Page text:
Windfalls are, by definition, sums of money that come into your possession unexpectedly. Generally, these sudden additions to to your personal wealth come in times of personal duress. You get a structured settlement….because you got injured and had to sue. You got an inheritance….because grandma passed away. It’s likely that, if you are unused to having large sums of money in your possession, you aren’t mentally prepared for the thrill and responsibility of it all. For this reason, it’s important to make a plan. Chances are, you’ll get an inheritance or windfall of some other type at least once in your life. It’s important that you make it count and last. But, sadly, most windfall recipients do neither of these things. Here are three ways that these folks tend to goof up their windfall opportunity, and how you can make sure you don’t do the same.
1) They Tell Everyone They Know. Bad idea. Suddenly, previously innocuous relationships become poisonous when people come out of the woodwork asking you for a handout. This doesn’t make them bad people. It’s just human nature. “You’ve had a sudden misfortune and, you know…I’ve been working on this thing…and it’s almost ready and it’ll make me a lot of money…you too, if, you know…you want to invest a little bit of that money I know you have.” See how it happens? You don’t want any distant relations or acquaintances from grammar school appearing out of nowhere for a piece of the action. So tell no one. Put the money in the bank and let it sit for awhile.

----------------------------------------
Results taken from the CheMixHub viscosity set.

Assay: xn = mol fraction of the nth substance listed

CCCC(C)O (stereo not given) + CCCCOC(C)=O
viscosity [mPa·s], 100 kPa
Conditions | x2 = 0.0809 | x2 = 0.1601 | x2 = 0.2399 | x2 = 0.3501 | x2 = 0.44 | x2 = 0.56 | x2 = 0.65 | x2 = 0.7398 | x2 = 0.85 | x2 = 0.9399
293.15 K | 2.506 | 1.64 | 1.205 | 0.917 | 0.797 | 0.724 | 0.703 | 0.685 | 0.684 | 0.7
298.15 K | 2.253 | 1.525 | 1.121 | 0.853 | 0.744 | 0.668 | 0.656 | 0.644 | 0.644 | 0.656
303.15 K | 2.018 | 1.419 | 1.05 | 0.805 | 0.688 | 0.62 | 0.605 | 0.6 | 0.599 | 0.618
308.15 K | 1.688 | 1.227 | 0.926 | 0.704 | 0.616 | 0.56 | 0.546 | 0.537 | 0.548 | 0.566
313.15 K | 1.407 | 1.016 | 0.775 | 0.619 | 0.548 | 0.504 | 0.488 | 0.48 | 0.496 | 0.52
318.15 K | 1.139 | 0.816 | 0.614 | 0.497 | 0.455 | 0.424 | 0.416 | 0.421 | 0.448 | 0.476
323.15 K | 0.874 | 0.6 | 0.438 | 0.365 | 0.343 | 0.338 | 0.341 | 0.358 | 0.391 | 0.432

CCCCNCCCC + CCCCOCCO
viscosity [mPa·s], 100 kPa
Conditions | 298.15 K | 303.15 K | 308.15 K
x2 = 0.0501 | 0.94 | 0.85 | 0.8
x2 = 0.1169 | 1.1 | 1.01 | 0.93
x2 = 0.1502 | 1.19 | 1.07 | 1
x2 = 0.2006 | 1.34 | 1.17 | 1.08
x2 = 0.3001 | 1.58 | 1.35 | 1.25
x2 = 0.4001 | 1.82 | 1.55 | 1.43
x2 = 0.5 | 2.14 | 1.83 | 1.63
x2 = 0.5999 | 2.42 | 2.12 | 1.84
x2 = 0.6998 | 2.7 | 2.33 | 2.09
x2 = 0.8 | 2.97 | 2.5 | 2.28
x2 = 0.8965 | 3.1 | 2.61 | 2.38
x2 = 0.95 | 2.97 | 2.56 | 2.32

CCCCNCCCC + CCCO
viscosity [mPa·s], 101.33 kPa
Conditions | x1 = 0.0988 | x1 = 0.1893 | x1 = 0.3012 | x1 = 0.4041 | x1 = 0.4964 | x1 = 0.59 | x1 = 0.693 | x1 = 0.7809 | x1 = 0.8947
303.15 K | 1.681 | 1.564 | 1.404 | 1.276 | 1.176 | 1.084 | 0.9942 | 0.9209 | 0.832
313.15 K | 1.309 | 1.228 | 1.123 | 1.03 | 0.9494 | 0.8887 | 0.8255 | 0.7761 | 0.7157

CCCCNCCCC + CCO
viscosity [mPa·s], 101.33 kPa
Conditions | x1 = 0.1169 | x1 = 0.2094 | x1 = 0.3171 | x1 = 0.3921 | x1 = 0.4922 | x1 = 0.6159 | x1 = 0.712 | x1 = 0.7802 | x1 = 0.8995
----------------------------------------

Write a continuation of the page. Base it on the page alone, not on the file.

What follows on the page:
2) They Blow it All Immediately. This is an especially bad choice if you spend the money before you pay taxes on it. In this case, you no longer have money, but you also have to pay money that you don’t have to cover the taxes on the windfall you wasted. Sounds like a mess, right? It is. Avoid this misstep by not spending any money until you have a firm plan with how to best use it. Keep it in the bank until you’re used to having the money at all. When the thrill has worn off, then talk with a financial planner about making this windfall last and grow.
3) They Don’t Save or Invest. So you have a sudden windfall because you called your annuity buyer. And you spend it on sensible stuff, like getting that bathroom renovation you’ve been wanting. But you don’t leave any left over to invest or save. In six months, you’re back where you started. If you had invested that, with the help of research or a CPA, you could have been making this money work for you for decades.
Windfalls are awesome, but they’re easy to waste, leaving many recipients worse off than before they got the windfall. Don’t let this be you. Make a plan, stick to it, and don’t let yourself (or others) get carried away with your newfound riches. Properly planned, windfall strategies can change your life forever, not just for a few amazing weeks or months.